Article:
The New Jersey Supreme Court said the state’s affordable housing agency had failed to do its job, and effectively transferred the agency's regulatory authority to lower courts, according to the Philadelphia Inquirer.
The ruling comes after a decade of litigation over the agency's proposed rules to determine municipalities' housing obligations for low- and moderate-income residents. The court’s unanimous decision came in response to a lawsuit by affordable-housing advocates alleging that Gov. Chris Christie’s administration had failed to meet a court-ordered deadline to issue regulations that require towns to provide for the realistic construction of affordable housing.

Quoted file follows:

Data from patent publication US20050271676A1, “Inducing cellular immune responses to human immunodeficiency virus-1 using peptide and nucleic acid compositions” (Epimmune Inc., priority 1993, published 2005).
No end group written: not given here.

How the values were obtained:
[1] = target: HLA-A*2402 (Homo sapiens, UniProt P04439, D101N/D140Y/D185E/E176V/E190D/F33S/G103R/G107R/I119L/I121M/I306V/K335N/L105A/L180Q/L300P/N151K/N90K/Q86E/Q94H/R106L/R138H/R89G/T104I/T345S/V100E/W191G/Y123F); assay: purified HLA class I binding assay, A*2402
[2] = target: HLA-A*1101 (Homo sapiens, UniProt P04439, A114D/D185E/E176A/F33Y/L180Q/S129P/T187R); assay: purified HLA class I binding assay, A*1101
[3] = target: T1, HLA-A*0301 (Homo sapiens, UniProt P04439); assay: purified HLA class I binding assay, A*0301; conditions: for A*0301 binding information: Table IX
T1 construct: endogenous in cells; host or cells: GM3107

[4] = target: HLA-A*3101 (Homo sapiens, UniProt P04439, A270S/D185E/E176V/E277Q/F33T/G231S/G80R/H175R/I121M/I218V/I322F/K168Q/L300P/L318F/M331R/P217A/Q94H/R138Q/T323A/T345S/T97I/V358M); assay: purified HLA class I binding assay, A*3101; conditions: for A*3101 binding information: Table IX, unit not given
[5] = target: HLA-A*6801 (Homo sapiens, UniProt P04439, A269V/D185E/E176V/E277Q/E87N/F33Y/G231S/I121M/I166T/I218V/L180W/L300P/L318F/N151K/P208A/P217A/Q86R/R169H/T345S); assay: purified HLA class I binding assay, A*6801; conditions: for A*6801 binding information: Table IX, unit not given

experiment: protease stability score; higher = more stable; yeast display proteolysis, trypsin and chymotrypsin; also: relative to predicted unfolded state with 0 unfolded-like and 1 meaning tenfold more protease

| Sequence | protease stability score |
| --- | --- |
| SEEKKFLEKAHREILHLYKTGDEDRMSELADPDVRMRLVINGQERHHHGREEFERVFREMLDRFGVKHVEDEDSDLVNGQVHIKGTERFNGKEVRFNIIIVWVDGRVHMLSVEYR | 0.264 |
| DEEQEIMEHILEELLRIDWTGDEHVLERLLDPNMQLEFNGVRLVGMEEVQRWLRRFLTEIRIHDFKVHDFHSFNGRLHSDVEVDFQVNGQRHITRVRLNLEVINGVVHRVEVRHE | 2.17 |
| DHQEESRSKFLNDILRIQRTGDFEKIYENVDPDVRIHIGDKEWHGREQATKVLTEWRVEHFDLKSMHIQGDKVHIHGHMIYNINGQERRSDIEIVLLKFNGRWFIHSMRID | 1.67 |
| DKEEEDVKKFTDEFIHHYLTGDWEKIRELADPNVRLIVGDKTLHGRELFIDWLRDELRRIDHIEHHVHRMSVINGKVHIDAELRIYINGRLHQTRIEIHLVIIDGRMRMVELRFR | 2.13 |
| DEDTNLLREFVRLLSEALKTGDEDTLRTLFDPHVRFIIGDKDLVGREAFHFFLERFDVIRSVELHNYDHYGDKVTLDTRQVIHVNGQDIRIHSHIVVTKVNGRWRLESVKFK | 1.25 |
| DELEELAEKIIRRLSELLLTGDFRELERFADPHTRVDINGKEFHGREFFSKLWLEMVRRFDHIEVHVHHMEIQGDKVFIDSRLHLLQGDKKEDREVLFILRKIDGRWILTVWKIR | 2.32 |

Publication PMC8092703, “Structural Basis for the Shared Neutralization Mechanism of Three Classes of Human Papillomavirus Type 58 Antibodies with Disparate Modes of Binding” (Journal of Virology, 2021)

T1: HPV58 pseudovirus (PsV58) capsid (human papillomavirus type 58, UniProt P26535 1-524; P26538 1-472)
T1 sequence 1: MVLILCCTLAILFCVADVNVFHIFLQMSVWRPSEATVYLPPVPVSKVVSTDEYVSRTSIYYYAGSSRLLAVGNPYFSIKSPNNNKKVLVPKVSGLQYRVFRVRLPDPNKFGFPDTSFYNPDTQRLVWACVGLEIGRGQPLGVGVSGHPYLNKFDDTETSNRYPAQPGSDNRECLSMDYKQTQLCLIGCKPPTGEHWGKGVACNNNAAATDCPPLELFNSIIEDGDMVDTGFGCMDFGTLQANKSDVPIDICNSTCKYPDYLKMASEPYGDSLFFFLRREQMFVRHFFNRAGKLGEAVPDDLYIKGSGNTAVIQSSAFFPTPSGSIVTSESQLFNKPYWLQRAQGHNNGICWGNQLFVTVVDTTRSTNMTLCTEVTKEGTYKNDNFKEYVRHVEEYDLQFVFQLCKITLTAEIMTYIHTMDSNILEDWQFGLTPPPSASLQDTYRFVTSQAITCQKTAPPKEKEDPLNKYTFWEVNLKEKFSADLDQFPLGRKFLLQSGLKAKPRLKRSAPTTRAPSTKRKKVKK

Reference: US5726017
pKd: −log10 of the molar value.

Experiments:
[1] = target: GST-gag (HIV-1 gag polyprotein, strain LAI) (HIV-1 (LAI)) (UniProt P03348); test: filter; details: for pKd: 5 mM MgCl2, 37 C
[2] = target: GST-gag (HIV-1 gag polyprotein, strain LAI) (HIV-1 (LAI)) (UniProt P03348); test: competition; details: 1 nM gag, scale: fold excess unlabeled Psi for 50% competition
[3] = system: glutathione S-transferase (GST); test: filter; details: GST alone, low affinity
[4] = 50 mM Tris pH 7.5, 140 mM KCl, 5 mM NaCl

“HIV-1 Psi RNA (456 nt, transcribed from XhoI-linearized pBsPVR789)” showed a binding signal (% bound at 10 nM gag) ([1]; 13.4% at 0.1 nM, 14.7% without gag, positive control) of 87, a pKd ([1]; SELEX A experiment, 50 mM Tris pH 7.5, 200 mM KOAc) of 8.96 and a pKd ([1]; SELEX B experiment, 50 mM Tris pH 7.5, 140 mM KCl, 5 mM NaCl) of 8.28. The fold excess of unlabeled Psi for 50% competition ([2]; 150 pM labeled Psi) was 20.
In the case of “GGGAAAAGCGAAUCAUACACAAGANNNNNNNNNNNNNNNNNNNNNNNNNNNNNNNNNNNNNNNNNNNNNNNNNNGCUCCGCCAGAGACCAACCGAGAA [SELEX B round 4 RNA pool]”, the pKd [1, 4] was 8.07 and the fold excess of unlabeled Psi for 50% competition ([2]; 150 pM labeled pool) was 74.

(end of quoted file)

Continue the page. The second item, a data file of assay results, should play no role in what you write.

The court said the administrative process by which municipalities submit housing plans to the state Council on Affordable Housing (COAH) "has been rendered futile." Therefore, courts must step in, the justices said. The ruling may prompt extensive litigation against local communities alleged to have failed to provide their fair share of affordable housing
A Christie spokesman said the ruling was "a call to action to finally finish the job of reforming our affordable housing system so that it is no longer a costly burden to the people of New Jersey and actually encourages sound development."